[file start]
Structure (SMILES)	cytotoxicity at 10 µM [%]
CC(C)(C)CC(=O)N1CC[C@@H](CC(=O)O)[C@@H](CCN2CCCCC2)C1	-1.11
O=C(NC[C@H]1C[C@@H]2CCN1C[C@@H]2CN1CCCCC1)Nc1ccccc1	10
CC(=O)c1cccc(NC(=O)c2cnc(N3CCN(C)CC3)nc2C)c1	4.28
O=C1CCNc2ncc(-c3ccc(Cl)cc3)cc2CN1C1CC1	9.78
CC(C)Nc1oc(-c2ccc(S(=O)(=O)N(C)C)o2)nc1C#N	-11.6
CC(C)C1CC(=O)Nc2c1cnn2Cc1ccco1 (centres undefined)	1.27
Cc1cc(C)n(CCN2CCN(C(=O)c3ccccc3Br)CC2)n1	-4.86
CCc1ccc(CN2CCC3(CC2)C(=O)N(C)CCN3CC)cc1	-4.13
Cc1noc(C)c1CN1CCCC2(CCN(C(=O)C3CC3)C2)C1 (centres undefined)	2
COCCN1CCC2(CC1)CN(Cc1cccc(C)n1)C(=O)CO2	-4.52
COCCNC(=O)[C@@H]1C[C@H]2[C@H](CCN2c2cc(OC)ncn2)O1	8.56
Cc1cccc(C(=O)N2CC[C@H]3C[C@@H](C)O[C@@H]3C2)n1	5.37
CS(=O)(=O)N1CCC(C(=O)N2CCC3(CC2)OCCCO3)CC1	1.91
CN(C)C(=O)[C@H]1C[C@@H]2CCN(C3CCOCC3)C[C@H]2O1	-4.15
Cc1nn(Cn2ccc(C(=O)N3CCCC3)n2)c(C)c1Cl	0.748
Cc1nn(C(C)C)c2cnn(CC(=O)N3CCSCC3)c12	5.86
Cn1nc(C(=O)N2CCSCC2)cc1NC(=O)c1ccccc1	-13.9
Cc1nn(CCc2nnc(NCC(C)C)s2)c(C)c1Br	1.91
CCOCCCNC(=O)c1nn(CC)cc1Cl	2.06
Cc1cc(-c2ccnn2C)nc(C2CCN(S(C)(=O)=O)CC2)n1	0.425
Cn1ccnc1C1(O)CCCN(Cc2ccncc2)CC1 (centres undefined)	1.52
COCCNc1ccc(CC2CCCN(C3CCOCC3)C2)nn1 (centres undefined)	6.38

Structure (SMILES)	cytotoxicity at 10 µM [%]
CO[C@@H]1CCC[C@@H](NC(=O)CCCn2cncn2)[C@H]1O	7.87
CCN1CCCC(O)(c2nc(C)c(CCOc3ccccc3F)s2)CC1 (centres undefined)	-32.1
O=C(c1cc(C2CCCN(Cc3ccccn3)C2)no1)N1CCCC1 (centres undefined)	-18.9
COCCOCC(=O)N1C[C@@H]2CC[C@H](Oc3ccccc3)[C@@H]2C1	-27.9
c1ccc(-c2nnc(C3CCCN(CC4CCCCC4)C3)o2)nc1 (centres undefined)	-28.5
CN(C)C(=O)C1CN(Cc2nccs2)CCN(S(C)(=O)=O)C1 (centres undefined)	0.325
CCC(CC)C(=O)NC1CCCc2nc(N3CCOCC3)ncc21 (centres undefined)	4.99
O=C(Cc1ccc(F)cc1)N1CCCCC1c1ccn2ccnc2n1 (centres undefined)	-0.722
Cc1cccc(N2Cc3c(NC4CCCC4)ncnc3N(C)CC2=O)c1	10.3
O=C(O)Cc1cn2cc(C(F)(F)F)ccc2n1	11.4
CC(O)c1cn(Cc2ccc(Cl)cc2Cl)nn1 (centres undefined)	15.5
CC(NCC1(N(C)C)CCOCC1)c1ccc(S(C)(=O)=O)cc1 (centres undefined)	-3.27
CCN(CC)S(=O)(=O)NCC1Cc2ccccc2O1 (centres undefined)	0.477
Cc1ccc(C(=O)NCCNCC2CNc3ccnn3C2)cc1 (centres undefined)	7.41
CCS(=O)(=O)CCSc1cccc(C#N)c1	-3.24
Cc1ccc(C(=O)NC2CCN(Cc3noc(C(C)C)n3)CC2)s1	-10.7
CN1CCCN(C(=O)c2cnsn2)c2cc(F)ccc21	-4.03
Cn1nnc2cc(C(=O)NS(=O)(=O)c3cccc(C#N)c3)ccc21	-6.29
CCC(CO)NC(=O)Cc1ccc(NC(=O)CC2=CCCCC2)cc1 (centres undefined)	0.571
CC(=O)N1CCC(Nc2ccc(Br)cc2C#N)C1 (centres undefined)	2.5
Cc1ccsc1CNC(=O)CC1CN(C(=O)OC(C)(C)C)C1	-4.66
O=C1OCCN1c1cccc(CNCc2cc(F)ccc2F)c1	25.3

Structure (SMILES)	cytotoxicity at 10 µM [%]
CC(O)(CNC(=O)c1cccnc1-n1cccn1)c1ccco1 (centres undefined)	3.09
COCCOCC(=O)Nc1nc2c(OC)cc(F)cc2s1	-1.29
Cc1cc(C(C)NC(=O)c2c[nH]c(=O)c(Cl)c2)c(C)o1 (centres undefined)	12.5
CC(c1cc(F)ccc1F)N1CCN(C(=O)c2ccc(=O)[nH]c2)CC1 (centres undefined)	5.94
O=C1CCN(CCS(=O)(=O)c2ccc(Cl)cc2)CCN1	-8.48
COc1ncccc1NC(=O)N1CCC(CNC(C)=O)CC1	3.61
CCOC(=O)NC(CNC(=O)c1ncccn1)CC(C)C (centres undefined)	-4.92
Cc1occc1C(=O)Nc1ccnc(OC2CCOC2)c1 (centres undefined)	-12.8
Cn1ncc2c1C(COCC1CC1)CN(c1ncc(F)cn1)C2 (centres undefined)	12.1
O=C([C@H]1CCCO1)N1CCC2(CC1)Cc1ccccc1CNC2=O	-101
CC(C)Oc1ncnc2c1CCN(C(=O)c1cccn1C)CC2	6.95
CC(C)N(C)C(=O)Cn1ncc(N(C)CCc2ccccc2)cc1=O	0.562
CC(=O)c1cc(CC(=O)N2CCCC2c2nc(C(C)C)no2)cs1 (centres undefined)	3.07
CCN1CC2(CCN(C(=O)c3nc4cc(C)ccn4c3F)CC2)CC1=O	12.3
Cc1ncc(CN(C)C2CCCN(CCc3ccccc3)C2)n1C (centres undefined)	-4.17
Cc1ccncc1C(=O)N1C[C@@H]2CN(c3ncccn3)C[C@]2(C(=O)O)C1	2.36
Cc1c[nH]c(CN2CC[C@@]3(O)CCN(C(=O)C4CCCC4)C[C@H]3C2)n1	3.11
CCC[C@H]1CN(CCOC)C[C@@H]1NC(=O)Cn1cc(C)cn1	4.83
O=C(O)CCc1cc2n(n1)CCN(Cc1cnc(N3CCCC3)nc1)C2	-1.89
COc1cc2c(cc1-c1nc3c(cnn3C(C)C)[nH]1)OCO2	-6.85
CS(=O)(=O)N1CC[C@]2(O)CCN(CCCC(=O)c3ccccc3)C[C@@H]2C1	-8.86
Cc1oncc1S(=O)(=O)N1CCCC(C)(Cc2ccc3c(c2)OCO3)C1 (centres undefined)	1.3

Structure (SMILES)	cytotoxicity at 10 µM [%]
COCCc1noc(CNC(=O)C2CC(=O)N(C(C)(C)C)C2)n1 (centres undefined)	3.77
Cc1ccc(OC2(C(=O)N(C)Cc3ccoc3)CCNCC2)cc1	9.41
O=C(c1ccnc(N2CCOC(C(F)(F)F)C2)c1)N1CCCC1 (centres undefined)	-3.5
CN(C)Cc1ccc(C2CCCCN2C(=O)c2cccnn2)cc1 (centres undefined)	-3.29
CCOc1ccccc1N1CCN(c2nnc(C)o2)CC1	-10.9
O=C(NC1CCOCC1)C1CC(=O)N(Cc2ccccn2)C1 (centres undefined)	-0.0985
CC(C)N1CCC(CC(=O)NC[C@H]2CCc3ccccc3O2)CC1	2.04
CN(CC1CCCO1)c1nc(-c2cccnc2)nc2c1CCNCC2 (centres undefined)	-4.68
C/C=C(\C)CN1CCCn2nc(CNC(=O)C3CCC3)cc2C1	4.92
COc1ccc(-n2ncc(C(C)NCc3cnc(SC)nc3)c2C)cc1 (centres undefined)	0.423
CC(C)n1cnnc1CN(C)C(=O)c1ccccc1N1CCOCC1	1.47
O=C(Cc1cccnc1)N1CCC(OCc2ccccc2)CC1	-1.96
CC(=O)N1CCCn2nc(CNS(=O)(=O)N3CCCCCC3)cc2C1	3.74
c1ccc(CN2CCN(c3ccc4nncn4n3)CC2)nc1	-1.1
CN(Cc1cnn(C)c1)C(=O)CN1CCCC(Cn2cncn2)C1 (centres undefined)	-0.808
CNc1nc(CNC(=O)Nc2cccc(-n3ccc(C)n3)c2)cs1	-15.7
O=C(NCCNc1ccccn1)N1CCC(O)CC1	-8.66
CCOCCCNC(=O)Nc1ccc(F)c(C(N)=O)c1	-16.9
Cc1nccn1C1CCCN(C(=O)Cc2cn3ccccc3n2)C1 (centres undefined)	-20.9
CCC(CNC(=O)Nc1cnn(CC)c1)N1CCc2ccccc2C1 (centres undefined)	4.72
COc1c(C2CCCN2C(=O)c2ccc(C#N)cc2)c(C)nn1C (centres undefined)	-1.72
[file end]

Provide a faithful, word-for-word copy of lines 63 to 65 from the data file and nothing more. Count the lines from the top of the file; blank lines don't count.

Cc1ccncc1C(=O)N1C[C@@H]2CN(c3ncccn3)C[C@]2(C(=O)O)C1	2.36
Cc1c[nH]c(CN2CC[C@@]3(O)CCN(C(=O)C4CCCC4)C[C@H]3C2)n1	3.11
CCC[C@H]1CN(CCOC)C[C@@H]1NC(=O)Cn1cc(C)cn1	4.83